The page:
Submitted without comment, except to note that I’ve been science-blogging for, like, three years now, and this is, to the best of my memory, the first time I’ve gotten this sort of e-mail. I’m not sure how that reflects on me, or on my readership.
hi i am a biology student doing an assignment on diversity and evolution
can you please tell me about the variation within weevils. how it came about and stuff like that
And my response, in its entirety:
Hi, [Name redacted],
Well, I’m not an expert on weevils, although I’ve written about some specific work other people have done on specific species of weevils ([long URL]) and about that group of beetles in general ([long URL]). But I’m sure you’ve already read those posts, since you e-mailed me using the blog’s address. I would suggest that you start your research by following up on the papers I cite in those posts, however. (I’m attaching PDF copies of each.)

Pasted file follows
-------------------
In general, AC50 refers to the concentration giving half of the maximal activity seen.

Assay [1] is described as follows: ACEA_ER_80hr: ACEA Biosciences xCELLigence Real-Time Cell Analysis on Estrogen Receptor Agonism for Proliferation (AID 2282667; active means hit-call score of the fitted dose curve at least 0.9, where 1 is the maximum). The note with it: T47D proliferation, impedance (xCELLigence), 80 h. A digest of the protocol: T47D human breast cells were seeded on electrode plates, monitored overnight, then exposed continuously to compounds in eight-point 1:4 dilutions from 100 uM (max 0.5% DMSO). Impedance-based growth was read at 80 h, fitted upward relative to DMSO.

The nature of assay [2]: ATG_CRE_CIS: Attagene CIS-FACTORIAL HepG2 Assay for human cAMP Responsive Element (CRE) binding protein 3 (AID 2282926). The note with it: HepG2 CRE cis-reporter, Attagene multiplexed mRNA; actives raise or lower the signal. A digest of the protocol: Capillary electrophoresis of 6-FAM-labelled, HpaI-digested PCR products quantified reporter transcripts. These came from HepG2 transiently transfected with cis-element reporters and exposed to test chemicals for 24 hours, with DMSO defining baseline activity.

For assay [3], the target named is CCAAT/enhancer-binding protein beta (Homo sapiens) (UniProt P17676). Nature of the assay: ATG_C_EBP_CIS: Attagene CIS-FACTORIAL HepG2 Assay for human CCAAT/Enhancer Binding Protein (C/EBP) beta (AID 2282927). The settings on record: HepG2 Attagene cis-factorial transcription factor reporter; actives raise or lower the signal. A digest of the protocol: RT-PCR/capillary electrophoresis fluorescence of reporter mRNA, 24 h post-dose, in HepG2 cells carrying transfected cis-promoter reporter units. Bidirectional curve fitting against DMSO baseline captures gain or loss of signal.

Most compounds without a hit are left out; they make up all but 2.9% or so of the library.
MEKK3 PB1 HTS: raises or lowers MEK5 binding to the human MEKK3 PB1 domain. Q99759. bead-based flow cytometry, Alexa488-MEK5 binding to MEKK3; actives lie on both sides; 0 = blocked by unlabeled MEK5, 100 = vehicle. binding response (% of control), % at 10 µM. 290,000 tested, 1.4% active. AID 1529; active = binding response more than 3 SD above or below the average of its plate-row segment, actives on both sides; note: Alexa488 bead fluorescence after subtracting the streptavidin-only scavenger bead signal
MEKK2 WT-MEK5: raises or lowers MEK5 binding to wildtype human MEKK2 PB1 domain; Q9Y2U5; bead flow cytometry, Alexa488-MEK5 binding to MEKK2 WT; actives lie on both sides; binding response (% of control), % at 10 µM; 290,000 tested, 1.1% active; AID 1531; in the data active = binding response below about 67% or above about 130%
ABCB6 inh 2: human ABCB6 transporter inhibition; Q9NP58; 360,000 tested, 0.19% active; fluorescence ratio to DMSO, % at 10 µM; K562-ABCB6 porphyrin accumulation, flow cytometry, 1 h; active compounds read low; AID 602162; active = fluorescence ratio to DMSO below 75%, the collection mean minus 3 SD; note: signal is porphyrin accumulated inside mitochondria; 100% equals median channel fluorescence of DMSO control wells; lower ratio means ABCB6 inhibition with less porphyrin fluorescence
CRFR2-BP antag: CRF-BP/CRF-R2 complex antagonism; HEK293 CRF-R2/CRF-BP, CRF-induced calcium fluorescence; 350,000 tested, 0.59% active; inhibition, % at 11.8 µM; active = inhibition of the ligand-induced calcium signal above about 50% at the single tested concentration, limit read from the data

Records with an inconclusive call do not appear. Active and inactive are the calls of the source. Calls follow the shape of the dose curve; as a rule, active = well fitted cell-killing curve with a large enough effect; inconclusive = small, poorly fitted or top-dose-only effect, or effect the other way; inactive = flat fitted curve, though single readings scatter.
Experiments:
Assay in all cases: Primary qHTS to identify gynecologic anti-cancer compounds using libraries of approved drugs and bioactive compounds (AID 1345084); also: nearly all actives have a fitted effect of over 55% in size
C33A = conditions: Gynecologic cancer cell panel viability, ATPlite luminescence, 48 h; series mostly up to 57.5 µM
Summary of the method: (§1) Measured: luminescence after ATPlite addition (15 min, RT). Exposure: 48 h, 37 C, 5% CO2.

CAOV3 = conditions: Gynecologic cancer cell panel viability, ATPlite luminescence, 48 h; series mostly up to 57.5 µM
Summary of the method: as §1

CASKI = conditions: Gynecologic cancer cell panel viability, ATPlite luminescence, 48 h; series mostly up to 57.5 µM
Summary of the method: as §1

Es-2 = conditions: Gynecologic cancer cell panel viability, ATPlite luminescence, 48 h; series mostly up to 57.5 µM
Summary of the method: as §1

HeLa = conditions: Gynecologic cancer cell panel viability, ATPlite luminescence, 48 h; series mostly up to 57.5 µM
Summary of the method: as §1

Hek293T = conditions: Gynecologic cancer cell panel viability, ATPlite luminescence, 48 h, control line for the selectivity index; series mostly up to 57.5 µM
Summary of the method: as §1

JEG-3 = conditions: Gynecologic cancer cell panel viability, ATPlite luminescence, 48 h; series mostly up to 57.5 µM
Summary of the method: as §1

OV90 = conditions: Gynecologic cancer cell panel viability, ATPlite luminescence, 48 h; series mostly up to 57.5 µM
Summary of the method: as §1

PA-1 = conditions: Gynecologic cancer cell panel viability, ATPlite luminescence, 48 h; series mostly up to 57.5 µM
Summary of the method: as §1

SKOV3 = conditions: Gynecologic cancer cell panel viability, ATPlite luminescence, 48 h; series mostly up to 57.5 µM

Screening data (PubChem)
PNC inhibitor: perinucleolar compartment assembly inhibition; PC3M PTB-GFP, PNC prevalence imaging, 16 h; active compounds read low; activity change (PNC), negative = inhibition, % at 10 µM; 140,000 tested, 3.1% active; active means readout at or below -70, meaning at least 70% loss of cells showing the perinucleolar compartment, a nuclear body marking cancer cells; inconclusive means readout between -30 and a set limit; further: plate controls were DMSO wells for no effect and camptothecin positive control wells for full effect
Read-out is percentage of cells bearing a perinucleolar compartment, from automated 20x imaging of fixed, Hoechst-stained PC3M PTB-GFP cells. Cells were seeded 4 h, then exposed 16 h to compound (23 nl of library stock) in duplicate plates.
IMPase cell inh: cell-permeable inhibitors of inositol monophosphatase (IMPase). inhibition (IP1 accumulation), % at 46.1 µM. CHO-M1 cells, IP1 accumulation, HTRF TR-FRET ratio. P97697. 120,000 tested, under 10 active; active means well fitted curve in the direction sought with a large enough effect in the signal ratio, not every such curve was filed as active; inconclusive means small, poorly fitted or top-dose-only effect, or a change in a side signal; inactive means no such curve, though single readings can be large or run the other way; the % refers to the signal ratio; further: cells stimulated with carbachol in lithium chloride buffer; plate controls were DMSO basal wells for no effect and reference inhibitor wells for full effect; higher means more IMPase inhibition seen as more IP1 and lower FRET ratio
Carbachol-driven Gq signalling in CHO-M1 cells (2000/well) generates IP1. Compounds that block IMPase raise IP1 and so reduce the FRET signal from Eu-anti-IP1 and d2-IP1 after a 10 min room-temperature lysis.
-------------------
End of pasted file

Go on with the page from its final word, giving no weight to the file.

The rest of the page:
Also, “variation within weevils” is an extremely vague, and potentially very broad, topic. Weevils are, after all, one of the most diverse groups within the beetles, which are themselves the most diverse group of animals on the planet. So unless you want me to pick your topic, too, I think maybe you’d better do some additional reading and figure out exactly what it is you want to do your assignment on.
Okay, fine, I will make one comment, in two parts: (1) [Name redacted]’s e-mail address is an academic one, and (2) the complete text of everything I’ve written on the subject of weevils is quite thoroughly indexed by Google, and therefore easily findable by both inquiring students, and suspicious professors. ◼